Access Virus TDM (Mac/Win NT)Tons of software synthesizers have appeared on the market, but unfortunately, most of them are limited in their power and polyphony by the resources of the host CPU. Digidesign has pulled an end run on that equation with the introduction of a TDM version of the Access Virus, the in-your-face German synth that's at home emulating vintage synths or fueling dancefloor mixes. (For a full review of the Access Virus hardware synth, see the April 1999 issue of EM.)
The Virus hardware emulates analog synthesis using the same Motorola DSP chips that are found at the heart of Pro Tools' TDM architecture. In fact, Digidesign collaborated with Virus's designer to modify the original code rather than reinvent the wheel. As a result, the Access Virus TDM plug-in ($795) is completely faithful to the hardware in both function and sound; the only differences take the form of improvements.
Spreading the VirusYou insert Virus TDM as a plug-in on a mono or stereo aux input channel, at which point you can play the plug-in from the onscreen keyboard or assign a MIDI track to it. You can also insert more than one Virus TDM plug-in on a channel strip, in which case the additional plug-ins process the audio serially. Similarly, Virus TDM can be inserted into a regular audio track to process the signal with Virus TDM's filters and envelope follower.
The Pro Tools Insert menu provides for eight master Virus TDM plug-ins, labeled Virus 1, Virus 2, and so on, which automatically create virtual nodes in OMS (Open Music System). Each instance offers a maximum polyphony of 16 notes. An instance usurps an SRAM-class DSP chip (the kind used for the most complex processing, such as reverbs), of which there are three per Pro Tools Mix card. Virus TDM can access up to eight of these chips for 128-note polyphony across multiple Mix cards. Assigning multiple copies of the same Virus TDM number causes its 16-note polyphony to be shared by multiple timbres - up to eight inserts for up to eight timbres.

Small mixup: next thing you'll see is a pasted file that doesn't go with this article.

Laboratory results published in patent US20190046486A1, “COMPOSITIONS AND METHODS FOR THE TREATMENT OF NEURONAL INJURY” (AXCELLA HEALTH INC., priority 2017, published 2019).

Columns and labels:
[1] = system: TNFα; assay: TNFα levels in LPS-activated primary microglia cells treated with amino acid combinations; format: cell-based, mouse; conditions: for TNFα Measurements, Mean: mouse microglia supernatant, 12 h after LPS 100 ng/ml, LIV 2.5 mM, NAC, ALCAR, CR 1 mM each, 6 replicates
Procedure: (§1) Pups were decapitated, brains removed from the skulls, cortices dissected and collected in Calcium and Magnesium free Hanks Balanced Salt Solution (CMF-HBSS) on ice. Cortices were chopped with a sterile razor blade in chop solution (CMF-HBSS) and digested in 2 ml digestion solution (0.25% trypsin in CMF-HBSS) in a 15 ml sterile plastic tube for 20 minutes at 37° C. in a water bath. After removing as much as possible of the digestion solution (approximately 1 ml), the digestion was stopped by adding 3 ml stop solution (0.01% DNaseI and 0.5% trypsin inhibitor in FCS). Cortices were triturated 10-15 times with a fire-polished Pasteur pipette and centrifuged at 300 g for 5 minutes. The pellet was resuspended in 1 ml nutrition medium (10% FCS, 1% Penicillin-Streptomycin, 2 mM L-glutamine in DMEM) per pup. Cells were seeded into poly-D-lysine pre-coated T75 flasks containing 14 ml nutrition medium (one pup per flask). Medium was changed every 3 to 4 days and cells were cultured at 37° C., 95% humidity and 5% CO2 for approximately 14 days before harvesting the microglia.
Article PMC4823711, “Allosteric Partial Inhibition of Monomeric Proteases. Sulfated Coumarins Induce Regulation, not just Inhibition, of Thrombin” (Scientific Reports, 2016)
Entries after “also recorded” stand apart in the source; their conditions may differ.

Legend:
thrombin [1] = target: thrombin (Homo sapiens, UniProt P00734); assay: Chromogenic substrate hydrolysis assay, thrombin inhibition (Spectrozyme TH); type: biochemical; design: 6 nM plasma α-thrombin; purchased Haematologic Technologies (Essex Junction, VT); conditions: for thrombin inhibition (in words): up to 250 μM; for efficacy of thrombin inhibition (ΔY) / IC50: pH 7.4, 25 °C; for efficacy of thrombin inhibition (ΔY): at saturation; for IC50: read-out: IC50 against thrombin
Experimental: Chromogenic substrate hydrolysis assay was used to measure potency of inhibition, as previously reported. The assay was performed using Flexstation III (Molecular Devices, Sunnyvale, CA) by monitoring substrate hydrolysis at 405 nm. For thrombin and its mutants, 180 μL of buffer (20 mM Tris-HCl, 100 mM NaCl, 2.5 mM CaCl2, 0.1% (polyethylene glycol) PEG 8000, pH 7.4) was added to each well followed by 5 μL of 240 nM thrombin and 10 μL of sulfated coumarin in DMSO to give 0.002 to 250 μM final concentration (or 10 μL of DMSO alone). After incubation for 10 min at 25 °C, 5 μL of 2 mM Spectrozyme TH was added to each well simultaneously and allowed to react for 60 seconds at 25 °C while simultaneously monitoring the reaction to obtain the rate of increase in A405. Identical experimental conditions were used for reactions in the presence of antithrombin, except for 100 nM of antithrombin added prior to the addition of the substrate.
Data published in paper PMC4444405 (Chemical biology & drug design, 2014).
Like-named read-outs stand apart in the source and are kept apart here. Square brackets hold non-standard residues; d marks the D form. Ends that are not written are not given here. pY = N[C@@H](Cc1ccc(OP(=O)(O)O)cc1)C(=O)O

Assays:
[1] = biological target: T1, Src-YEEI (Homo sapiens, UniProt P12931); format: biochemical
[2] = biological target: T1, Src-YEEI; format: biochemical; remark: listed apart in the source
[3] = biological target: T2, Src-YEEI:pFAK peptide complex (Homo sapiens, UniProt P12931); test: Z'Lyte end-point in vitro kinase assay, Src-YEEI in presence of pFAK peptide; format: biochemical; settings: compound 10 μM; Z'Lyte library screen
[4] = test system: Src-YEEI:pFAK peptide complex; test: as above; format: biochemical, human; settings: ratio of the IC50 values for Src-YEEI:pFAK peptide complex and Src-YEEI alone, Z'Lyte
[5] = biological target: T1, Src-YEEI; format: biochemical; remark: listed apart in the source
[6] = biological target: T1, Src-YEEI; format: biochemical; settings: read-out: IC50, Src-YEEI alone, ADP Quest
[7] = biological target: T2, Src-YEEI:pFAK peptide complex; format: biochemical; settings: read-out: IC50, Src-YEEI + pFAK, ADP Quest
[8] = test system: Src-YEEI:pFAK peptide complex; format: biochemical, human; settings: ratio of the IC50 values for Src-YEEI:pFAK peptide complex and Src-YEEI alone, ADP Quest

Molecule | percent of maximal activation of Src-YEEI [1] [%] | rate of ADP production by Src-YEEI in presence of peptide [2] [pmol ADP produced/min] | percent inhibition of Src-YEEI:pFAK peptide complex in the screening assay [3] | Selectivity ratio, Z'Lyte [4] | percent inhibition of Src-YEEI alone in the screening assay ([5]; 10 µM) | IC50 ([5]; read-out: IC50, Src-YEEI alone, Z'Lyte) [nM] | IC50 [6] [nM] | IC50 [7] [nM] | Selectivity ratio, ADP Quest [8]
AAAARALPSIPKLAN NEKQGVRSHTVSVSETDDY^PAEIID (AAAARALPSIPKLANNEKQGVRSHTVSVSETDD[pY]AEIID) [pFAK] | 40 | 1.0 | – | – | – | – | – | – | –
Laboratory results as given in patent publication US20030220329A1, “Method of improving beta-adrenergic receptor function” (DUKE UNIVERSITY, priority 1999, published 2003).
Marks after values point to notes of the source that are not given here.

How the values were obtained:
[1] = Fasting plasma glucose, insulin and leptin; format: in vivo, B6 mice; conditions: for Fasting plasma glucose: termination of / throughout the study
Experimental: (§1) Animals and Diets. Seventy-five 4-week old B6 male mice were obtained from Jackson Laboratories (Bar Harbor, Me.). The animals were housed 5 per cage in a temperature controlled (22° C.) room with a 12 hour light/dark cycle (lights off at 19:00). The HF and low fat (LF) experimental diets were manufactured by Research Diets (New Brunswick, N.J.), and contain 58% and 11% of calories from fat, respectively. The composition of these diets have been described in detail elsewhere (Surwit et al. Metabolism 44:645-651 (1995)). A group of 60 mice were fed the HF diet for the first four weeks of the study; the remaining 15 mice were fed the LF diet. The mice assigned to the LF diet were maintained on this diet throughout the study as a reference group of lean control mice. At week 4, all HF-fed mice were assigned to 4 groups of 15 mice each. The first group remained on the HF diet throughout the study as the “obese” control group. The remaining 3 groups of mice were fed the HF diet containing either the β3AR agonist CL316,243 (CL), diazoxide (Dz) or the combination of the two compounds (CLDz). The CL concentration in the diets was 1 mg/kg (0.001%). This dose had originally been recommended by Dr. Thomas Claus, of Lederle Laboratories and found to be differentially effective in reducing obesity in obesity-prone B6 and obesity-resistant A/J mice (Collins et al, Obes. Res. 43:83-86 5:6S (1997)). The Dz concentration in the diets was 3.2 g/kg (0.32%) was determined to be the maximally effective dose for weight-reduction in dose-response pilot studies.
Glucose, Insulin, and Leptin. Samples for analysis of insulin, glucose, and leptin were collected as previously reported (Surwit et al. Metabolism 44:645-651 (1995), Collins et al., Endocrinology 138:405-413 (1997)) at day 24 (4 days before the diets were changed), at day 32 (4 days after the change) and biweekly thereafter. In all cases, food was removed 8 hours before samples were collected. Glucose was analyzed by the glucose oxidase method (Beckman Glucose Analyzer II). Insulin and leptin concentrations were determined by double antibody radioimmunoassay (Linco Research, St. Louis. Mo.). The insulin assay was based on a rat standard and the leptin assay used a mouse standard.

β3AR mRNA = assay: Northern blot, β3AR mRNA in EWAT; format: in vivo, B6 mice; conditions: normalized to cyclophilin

Knobs and ClocksWhile the Access Virus hardware has physical knobs, many of its more obscure functions are buried behind its comparatively small LCD. Such is not the case with Virus TDM: all of its controls reside on six easily accessed pages, and the software displays the actual positions of all knobs instead of using the "sweep through" approach required by dedicated hardware pots. You can even use a hardware Virus as a control surface for the TDM version.
Virus TDM is noteworthy for its synchable LFOs, delays, arpeggiators, and other clock-based functions. It's a simple matter to assign MIDI Clock to Virus TDM within Pro Tools, paving the way for easy tempo-based experimentation. All of Virus TDM's parameters can also be automated using standard Pro Tools automation. Beyond the simplicity of not having to deal with routing MIDI controllers, the automation system's resolution is much higher than MIDI's; the possibilities for seamless control within a mix are amazing.
Virus TDM ships with lots of factory sounds that are organized into categories like Classic, Bass, Percussion, Input, and Vocoder. Moreover, Virus TDM saves an unlimited number of patches and folders to disk (unlike the hardware version), and Pro Tools saves Virus TDM's settings with the current session for total recall.
Wrap UpWhether it takes the form of hardware or software, Access Virus is a lethal weapon. It's a great groove synth, and the sounds cut like lasers. The TDM version integrated with Pro Tools works like a dream and further encourages inspiration and productivity. The manual is slim but clear and adequate.
Assuming you already have a Pro Tools system, the Virus TDM plug-in is roughly half the price of the Virus hardware. Of course, you can use Pro Tools' DSP for other tasks as well. Nevertheless, you might find that Virus TDM is one more reason to buy another Mix card. This baby smokes! A